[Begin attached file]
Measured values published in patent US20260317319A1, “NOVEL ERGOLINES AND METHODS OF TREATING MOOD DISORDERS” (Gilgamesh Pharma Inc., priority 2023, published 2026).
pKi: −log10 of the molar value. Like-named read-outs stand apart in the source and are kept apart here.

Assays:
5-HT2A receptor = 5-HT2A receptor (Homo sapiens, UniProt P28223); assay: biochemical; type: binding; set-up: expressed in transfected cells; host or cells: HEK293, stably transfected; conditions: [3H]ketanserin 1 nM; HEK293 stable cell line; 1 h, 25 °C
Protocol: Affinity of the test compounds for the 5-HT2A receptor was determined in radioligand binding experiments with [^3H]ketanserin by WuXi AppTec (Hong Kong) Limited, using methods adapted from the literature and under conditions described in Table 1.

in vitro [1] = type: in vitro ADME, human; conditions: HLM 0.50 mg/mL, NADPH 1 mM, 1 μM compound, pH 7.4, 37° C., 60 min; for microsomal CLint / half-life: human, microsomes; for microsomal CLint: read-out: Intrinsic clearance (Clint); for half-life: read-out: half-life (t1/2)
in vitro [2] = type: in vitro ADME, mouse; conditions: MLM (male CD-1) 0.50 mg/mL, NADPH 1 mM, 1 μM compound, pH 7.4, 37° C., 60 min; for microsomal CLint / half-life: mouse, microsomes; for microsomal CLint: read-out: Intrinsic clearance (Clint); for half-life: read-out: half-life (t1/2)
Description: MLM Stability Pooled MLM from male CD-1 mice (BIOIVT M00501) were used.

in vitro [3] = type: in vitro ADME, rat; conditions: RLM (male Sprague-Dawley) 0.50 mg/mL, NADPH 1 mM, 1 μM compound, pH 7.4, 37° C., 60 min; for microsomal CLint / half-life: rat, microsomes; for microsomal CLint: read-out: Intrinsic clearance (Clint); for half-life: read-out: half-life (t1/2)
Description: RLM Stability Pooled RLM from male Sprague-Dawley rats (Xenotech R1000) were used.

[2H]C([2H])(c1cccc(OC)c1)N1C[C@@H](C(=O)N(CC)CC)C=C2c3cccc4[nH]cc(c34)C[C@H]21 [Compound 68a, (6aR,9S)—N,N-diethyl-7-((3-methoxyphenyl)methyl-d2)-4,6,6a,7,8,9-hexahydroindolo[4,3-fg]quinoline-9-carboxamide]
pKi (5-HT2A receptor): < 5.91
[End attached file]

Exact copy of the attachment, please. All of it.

Measured values published in patent US20260317319A1, “NOVEL ERGOLINES AND METHODS OF TREATING MOOD DISORDERS” (Gilgamesh Pharma Inc., priority 2023, published 2026).
pKi: −log10 of the molar value. Like-named read-outs stand apart in the source and are kept apart here.

Assays:
5-HT2A receptor = 5-HT2A receptor (Homo sapiens, UniProt P28223); assay: biochemical; type: binding; set-up: expressed in transfected cells; host or cells: HEK293, stably transfected; conditions: [3H]ketanserin 1 nM; HEK293 stable cell line; 1 h, 25 °C
Protocol: Affinity of the test compounds for the 5-HT2A receptor was determined in radioligand binding experiments with [^3H]ketanserin by WuXi AppTec (Hong Kong) Limited, using methods adapted from the literature and under conditions described in Table 1.

in vitro [1] = type: in vitro ADME, human; conditions: HLM 0.50 mg/mL, NADPH 1 mM, 1 μM compound, pH 7.4, 37° C., 60 min; for microsomal CLint / half-life: human, microsomes; for microsomal CLint: read-out: Intrinsic clearance (Clint); for half-life: read-out: half-life (t1/2)
in vitro [2] = type: in vitro ADME, mouse; conditions: MLM (male CD-1) 0.50 mg/mL, NADPH 1 mM, 1 μM compound, pH 7.4, 37° C., 60 min; for microsomal CLint / half-life: mouse, microsomes; for microsomal CLint: read-out: Intrinsic clearance (Clint); for half-life: read-out: half-life (t1/2)
Description: MLM Stability Pooled MLM from male CD-1 mice (BIOIVT M00501) were used.

in vitro [3] = type: in vitro ADME, rat; conditions: RLM (male Sprague-Dawley) 0.50 mg/mL, NADPH 1 mM, 1 μM compound, pH 7.4, 37° C., 60 min; for microsomal CLint / half-life: rat, microsomes; for microsomal CLint: read-out: Intrinsic clearance (Clint); for half-life: read-out: half-life (t1/2)
Description: RLM Stability Pooled RLM from male Sprague-Dawley rats (Xenotech R1000) were used.

[2H]C([2H])(c1cccc(OC)c1)N1C[C@@H](C(=O)N(CC)CC)C=C2c3cccc4[nH]cc(c34)C[C@H]21 [Compound 68a, (6aR,9S)—N,N-diethyl-7-((3-methoxyphenyl)methyl-d2)-4,6,6a,7,8,9-hexahydroindolo[4,3-fg]quinoline-9-carboxamide]
pKi (5-HT2A receptor): < 5.91